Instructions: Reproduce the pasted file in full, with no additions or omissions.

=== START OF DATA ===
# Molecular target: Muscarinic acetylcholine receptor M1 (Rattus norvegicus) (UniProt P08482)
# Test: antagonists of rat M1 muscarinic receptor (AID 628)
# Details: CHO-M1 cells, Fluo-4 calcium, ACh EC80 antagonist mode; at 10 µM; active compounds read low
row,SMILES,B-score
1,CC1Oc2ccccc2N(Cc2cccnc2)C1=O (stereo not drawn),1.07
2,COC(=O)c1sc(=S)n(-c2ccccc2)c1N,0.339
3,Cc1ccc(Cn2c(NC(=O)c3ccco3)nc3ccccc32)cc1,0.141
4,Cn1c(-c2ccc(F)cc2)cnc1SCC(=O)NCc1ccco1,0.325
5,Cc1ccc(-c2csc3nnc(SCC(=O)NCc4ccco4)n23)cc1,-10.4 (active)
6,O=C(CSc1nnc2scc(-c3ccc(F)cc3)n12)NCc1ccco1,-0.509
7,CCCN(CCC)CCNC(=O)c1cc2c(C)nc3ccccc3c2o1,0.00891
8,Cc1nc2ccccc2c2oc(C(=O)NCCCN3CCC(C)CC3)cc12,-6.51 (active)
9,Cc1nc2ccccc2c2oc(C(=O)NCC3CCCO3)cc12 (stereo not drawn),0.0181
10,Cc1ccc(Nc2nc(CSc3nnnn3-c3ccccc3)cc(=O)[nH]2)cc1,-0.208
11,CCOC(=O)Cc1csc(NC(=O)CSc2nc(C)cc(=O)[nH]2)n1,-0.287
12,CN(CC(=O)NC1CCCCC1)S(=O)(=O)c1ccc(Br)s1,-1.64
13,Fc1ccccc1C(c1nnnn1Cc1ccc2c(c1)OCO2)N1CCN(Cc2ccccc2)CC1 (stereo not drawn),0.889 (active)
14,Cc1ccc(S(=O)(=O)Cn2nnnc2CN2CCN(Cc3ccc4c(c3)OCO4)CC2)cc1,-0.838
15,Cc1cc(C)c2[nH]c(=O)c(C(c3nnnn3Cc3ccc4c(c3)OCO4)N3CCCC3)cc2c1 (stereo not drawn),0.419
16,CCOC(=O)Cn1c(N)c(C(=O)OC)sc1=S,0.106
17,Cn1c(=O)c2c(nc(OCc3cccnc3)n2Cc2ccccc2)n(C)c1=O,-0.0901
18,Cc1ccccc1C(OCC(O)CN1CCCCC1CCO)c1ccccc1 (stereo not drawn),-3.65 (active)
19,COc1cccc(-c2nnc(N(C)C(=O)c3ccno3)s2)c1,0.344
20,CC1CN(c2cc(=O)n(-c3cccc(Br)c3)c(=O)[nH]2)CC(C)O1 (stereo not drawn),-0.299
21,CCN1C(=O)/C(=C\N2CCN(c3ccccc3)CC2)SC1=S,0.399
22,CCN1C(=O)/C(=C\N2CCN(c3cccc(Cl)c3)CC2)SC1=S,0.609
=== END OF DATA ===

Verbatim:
# Molecular target: Muscarinic acetylcholine receptor M1 (Rattus norvegicus) (UniProt P08482)
# Test: antagonists of rat M1 muscarinic receptor (AID 628)
# Details: CHO-M1 cells, Fluo-4 calcium, ACh EC80 antagonist mode; at 10 µM; active compounds read low
row,SMILES,B-score
1,CC1Oc2ccccc2N(Cc2cccnc2)C1=O (stereo not drawn),1.07
2,COC(=O)c1sc(=S)n(-c2ccccc2)c1N,0.339
3,Cc1ccc(Cn2c(NC(=O)c3ccco3)nc3ccccc32)cc1,0.141
4,Cn1c(-c2ccc(F)cc2)cnc1SCC(=O)NCc1ccco1,0.325
5,Cc1ccc(-c2csc3nnc(SCC(=O)NCc4ccco4)n23)cc1,-10.4 (active)
6,O=C(CSc1nnc2scc(-c3ccc(F)cc3)n12)NCc1ccco1,-0.509
7,CCCN(CCC)CCNC(=O)c1cc2c(C)nc3ccccc3c2o1,0.00891
8,Cc1nc2ccccc2c2oc(C(=O)NCCCN3CCC(C)CC3)cc12,-6.51 (active)
9,Cc1nc2ccccc2c2oc(C(=O)NCC3CCCO3)cc12 (stereo not drawn),0.0181
10,Cc1ccc(Nc2nc(CSc3nnnn3-c3ccccc3)cc(=O)[nH]2)cc1,-0.208
11,CCOC(=O)Cc1csc(NC(=O)CSc2nc(C)cc(=O)[nH]2)n1,-0.287
12,CN(CC(=O)NC1CCCCC1)S(=O)(=O)c1ccc(Br)s1,-1.64
13,Fc1ccccc1C(c1nnnn1Cc1ccc2c(c1)OCO2)N1CCN(Cc2ccccc2)CC1 (stereo not drawn),0.889 (active)
14,Cc1ccc(S(=O)(=O)Cn2nnnc2CN2CCN(Cc3ccc4c(c3)OCO4)CC2)cc1,-0.838
15,Cc1cc(C)c2[nH]c(=O)c(C(c3nnnn3Cc3ccc4c(c3)OCO4)N3CCCC3)cc2c1 (stereo not drawn),0.419
16,CCOC(=O)Cn1c(N)c(C(=O)OC)sc1=S,0.106
17,Cn1c(=O)c2c(nc(OCc3cccnc3)n2Cc2ccccc2)n(C)c1=O,-0.0901
18,Cc1ccccc1C(OCC(O)CN1CCCCC1CCO)c1ccccc1 (stereo not drawn),-3.65 (active)
19,COc1cccc(-c2nnc(N(C)C(=O)c3ccno3)s2)c1,0.344
20,CC1CN(c2cc(=O)n(-c3cccc(Br)c3)c(=O)[nH]2)CC(C)O1 (stereo not drawn),-0.299
21,CCN1C(=O)/C(=C\N2CCN(c3ccccc3)CC2)SC1=S,0.399
22,CCN1C(=O)/C(=C\N2CCN(c3cccc(Cl)c3)CC2)SC1=S,0.609